keywords: The Joy Of Being Wrong

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  • AUSTRALIA

    Australian democracy needs an intrusion of the excluded

    • John Falzon
    • 19 August 2013
    24 Comments

    Kevin Rudd says we need a 'new politics' or a 'new way'. Tony Abbott says we'll only get a new way by electing a new government. What is missing in both statements is the recognition that what we actually need is a new kind of economic democracy: a reconfiguration of our economic prioritising away from individualism towards the common good, and towards the participation of all rather than the exclusion of many.

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  • EDUCATION

    Paradox and possibility: The example of Francis

    • Frank Brennan
    • 13 August 2013
    1 Comment

    'You are the first generation of Catholic educators who will not have members of religious orders or congregations present in any number at all in your staff rooms and in your classrooms. Thus the need for lay Catholic educators to cultivate their spirituality while also being attentive to the demands of Church and the Church hierarchy.' 6th International Conference on Catholic Educational Leadership, Sydney, 13 August 2013.

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  • INTERNATIONAL

    The small-l liberal tradition of brutal border control

    • Benedict Coleridge
    • 12 July 2013
    8 Comments

    Many on the left might shudder at the mention of Philip Ruddock or think that his views on migration control were extreme and 'illiberal'. But in fact his views rested on mainstream liberal ideas of limited freedom. In Australia the concepts offered by the liberal tradition have been employed by both sides of politics to give a 'reasonable' varnish to inhumane migration control policies.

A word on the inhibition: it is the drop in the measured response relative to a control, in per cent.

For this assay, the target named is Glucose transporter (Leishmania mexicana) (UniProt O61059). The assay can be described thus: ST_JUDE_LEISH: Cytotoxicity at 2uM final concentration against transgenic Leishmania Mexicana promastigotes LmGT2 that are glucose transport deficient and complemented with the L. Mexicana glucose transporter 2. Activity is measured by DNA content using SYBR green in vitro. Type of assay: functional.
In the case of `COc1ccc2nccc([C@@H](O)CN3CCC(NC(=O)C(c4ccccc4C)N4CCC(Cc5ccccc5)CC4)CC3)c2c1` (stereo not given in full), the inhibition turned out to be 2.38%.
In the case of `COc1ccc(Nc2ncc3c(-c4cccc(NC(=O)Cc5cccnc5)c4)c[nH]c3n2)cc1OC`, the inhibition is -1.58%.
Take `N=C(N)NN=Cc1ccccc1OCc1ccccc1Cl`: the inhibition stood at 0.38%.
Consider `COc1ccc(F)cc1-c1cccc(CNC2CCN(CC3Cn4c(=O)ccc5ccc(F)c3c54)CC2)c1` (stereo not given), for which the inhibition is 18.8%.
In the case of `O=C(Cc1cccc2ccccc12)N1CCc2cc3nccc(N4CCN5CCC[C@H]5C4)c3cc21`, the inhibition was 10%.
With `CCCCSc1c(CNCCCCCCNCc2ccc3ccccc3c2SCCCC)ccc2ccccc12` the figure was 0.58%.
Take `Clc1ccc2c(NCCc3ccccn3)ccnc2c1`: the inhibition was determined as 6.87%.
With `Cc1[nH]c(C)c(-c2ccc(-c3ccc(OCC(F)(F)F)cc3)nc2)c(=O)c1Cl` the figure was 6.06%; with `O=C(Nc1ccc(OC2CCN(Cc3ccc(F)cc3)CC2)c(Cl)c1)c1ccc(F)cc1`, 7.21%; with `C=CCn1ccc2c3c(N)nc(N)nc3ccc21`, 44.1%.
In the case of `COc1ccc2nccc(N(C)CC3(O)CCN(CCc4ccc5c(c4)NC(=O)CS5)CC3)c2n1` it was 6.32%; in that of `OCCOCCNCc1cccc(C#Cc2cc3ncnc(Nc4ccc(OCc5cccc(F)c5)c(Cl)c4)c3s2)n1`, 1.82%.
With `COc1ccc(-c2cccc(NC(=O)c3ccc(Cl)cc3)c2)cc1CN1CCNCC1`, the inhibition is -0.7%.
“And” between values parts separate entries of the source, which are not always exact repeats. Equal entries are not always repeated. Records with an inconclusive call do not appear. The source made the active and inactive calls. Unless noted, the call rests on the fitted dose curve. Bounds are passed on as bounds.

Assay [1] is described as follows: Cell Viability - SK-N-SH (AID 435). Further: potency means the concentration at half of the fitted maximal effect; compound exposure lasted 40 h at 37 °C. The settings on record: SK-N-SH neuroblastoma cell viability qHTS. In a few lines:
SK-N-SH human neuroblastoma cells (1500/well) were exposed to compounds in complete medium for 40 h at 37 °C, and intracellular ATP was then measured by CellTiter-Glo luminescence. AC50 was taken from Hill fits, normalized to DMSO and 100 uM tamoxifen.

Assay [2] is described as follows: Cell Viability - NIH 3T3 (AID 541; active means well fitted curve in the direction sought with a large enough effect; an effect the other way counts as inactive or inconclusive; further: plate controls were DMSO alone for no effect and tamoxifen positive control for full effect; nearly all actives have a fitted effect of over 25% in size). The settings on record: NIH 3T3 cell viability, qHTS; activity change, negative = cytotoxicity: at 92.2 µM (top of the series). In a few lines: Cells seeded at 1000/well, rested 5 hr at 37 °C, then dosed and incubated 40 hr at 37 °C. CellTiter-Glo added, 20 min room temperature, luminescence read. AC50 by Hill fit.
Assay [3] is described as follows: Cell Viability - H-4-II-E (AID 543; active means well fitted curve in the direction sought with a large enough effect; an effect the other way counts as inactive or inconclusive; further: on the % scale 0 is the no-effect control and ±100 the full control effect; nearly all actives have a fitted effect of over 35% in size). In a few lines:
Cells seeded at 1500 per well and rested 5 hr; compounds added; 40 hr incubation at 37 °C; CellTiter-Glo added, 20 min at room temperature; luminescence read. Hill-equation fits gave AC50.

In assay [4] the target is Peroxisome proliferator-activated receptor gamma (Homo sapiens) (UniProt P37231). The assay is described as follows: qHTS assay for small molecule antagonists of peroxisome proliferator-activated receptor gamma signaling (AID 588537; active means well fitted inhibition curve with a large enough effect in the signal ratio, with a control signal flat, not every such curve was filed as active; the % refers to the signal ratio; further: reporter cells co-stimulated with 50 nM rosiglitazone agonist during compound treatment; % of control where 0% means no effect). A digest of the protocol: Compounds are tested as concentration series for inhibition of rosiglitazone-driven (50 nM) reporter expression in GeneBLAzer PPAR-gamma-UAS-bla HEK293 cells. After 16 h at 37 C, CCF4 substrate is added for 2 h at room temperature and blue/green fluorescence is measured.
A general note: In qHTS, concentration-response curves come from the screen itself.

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  • ARTS AND CULTURE

    Lament of the 21st century man

    • Michael McVeigh
    • 10 July 2013
    10 Comments

    His body itself is a symbol of his inherited power and privilege. He hears women talk about being afraid to go out at night alone. He sees the great strides women have made in the workforce, yet sits in management meetings where nine out of ten leaders are men. He sees bikini clad women on his television screen and feels guilty at admiring their bodies.

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  • ARTS AND CULTURE

    Living in the echo of suicide

    • Barry Gittins and Jen Vuk
    • 05 April 2013
    4 Comments

    I know and love people who struggle with depression. I've lost friends to suicide. Depression was my constant companion at times and suicide an alluring, far country. A recent novel delves into the life of a family reeling from the suicide of a child, and shows that even in the deepest recesses of grief, joy can interrupt.

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  • ARTS AND CULTURE

    Dawn of the Assange cult

    • Tim Kroenert
    • 15 March 2013
    8 Comments

    The roots of Assange's civil disobedience are linked to his derision of his mother's penchant for ineffective peaceful protest. His family's run-ins with the mountain cult of which they were one-time members hints at lasting psychological trauma in Asssange that may contribute to his later persona as a lone avenger.